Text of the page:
Advanced search
1 file | 174.63 KB Add to list

Microarray-based detection of Salmonella enterica serovar Enteritidis genes involved in chicken reproductive tract colonization

Author
Organization
Abstract
Salmonella enterica serovar Enteritidis has developed the potential to contaminate table eggs internally, by colonization of the chicken reproductive tract and internalization in the forming egg. The serotype Enteritidis has developed mechanisms to colonize the chicken oviduct more successfully than other serotypes. Until now, the strategies exploited by Salmonella Enteritidis to do so have remained largely unknown. For that reason, a microarray-based transposon library screen was used to identify genes that are essential for the persistence of Salmonella Enteritidis inside primary chicken oviduct gland cells in vitro and inside the reproductive tract in vivo. A total of 81 genes with a potential role in persistence in both the oviduct cells and the oviduct tissue were identified. Major groups of importance include the Salmonella pathogenicity islands 1 and 2, genes involved in stress responses, cell wall, and lipopolysaccharide structure, and the region-of-difference genomic islands 9, 21, and 40.
Keywords
PATHOGENICITY ISLAND-2, LAYING HENS, SEROTYPE ENTERITIDIS, EGG CONTAMINATION, TYPE-3 SECRETION SYSTEMS, OVIDUCT COLONIZATION, FUNCTIONAL-ANALYSIS, EPITHELIAL-CELLS, GENOME ANALYSIS, TYPHIMURIUM

Downloads

  • (...).pdf
    • full text
    • |
    • UGent only
    • |
    • PDF
    • |
    • 174.63 KB

Citation

Please use this url to cite or link to this publication:

MLA
Raspoet, Ruth et al. “Microarray-based Detection of Salmonella Enterica Serovar Enteritidis Genes Involved in Chicken Reproductive Tract Colonization.” APPLIED AND ENVIRONMENTAL MICROBIOLOGY 80.24 (2014): 7710–7716. Print.
APA
Raspoet, R., Appia-Ayme, C., Shearer, N., Martel, A., Pasmans, F., Haesebrouck, F., Ducatelle, R., et al. (2014). Microarray-based detection of Salmonella enterica serovar Enteritidis genes involved in chicken reproductive tract colonization. APPLIED AND ENVIRONMENTAL MICROBIOLOGY, 80(24), 7710–7716.
Chicago author-date
Raspoet, Ruth, C Appia-Ayme, N Shearer, An Martel, Frank Pasmans, Freddy Haesebrouck, Richard Ducatelle, A Thompson, and Filip Van Immerseel. 2014. “Microarray-based Detection of Salmonella Enterica Serovar Enteritidis Genes Involved in Chicken Reproductive Tract Colonization.” Applied and Environmental Microbiology 80 (24): 7710–7716.
Chicago author-date (all authors)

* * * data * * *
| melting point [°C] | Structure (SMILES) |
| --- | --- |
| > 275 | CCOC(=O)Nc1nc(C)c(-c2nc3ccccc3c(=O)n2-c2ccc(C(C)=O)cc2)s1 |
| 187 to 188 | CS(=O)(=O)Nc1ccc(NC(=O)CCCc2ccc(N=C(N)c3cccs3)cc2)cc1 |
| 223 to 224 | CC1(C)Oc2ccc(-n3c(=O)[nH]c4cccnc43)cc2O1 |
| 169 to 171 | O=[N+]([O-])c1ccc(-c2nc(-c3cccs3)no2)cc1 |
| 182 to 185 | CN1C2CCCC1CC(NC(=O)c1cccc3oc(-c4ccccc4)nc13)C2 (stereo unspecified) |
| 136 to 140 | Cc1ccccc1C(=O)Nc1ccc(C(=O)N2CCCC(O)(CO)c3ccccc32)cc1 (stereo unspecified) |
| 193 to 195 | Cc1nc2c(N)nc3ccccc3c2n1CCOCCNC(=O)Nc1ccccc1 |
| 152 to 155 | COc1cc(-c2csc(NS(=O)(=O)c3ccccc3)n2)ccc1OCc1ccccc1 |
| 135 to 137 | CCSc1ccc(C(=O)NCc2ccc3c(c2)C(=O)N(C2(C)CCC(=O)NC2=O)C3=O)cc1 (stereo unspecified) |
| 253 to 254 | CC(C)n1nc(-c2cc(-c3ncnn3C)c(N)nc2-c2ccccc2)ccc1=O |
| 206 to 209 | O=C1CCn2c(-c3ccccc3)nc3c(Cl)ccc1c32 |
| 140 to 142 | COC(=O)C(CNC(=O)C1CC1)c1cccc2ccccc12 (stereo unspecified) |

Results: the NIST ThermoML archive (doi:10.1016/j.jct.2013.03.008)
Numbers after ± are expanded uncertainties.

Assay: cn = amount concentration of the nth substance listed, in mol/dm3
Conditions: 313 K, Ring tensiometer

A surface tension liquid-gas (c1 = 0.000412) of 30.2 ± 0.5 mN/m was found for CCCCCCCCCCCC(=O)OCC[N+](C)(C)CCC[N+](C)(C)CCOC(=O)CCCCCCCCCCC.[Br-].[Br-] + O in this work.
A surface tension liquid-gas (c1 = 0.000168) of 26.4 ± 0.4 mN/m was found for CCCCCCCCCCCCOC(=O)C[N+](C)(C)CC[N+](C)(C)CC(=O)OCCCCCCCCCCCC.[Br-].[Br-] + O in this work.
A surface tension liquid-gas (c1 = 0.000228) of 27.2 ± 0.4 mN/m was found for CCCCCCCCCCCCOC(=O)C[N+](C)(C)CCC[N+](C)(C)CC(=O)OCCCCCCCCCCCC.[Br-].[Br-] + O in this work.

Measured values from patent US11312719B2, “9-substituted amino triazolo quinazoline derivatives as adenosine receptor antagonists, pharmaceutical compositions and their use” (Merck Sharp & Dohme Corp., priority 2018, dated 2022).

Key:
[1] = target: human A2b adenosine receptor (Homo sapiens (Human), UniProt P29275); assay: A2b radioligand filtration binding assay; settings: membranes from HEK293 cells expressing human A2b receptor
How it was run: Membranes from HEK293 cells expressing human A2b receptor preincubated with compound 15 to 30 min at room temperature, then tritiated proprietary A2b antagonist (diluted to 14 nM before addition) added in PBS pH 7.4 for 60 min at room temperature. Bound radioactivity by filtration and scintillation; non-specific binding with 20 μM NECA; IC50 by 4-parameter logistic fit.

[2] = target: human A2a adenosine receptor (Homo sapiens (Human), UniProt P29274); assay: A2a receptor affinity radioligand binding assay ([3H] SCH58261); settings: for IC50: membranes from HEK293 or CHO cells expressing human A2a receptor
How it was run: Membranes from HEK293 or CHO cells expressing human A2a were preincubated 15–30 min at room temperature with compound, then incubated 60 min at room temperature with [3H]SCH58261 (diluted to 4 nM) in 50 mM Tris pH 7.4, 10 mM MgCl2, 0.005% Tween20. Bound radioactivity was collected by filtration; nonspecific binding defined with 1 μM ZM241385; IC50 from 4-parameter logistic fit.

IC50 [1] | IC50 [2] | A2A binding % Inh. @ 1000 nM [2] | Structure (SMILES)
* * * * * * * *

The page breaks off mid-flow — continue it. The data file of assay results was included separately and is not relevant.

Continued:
Raspoet, Ruth, C Appia-Ayme, N Shearer, An Martel, Frank Pasmans, Freddy Haesebrouck, Richard Ducatelle, A Thompson, and Filip Van Immerseel. 2014. “Microarray-based Detection of Salmonella Enterica Serovar Enteritidis Genes Involved in Chicken Reproductive Tract Colonization.” Applied and Environmental Microbiology 80 (24): 7710–7716.
Vancouver
1.
Raspoet R, Appia-Ayme C, Shearer N, Martel A, Pasmans F, Haesebrouck F, et al. Microarray-based detection of Salmonella enterica serovar Enteritidis genes involved in chicken reproductive tract colonization. APPLIED AND ENVIRONMENTAL MICROBIOLOGY. 2014;80(24):7710–6.
IEEE
[1]
R. Raspoet et al., “Microarray-based detection of Salmonella enterica serovar Enteritidis genes involved in chicken reproductive tract colonization,” APPLIED AND ENVIRONMENTAL MICROBIOLOGY, vol. 80, no. 24, pp. 7710–7716, 2014.
@article{5942077,
  abstract     = {Salmonella enterica serovar Enteritidis has developed the potential to contaminate table eggs internally, by colonization of the chicken reproductive tract and internalization in the forming egg. The serotype Enteritidis has developed mechanisms to colonize the chicken oviduct more successfully than other serotypes. Until now, the strategies exploited by Salmonella Enteritidis to do so have remained largely unknown. For that reason, a microarray-based transposon library screen was used to identify genes that are essential for the persistence of Salmonella Enteritidis inside primary chicken oviduct gland cells in vitro and inside the reproductive tract in vivo. A total of 81 genes with a potential role in persistence in both the oviduct cells and the oviduct tissue were identified. Major groups of importance include the Salmonella pathogenicity islands 1 and 2, genes involved in stress responses, cell wall, and lipopolysaccharide structure, and the region-of-difference genomic islands 9, 21, and 40.},
  author       = {Raspoet, Ruth and Appia-Ayme, C and Shearer, N and Martel, An and Pasmans, Frank and Haesebrouck, Freddy and Ducatelle, Richard and Thompson, A and Van Immerseel, Filip},
  issn         = {0099-2240},
  journal      = {APPLIED AND ENVIRONMENTAL MICROBIOLOGY},
  keywords     = {PATHOGENICITY ISLAND-2,LAYING HENS,SEROTYPE ENTERITIDIS,EGG CONTAMINATION,TYPE-3 SECRETION SYSTEMS,OVIDUCT COLONIZATION,FUNCTIONAL-ANALYSIS,EPITHELIAL-CELLS,GENOME ANALYSIS,TYPHIMURIUM},
  language     = {eng},
  number       = {24},
  pages        = {7710--7716},
  title        = {Microarray-based detection of Salmonella enterica serovar Enteritidis genes involved in chicken reproductive tract colonization},
  url          = {http://dx.doi.org/10.1128/AEM.02867-14},
  volume       = {80},
  year         = {2014},
}

Altmetric
View in Altmetric
Web of Science
Times cited: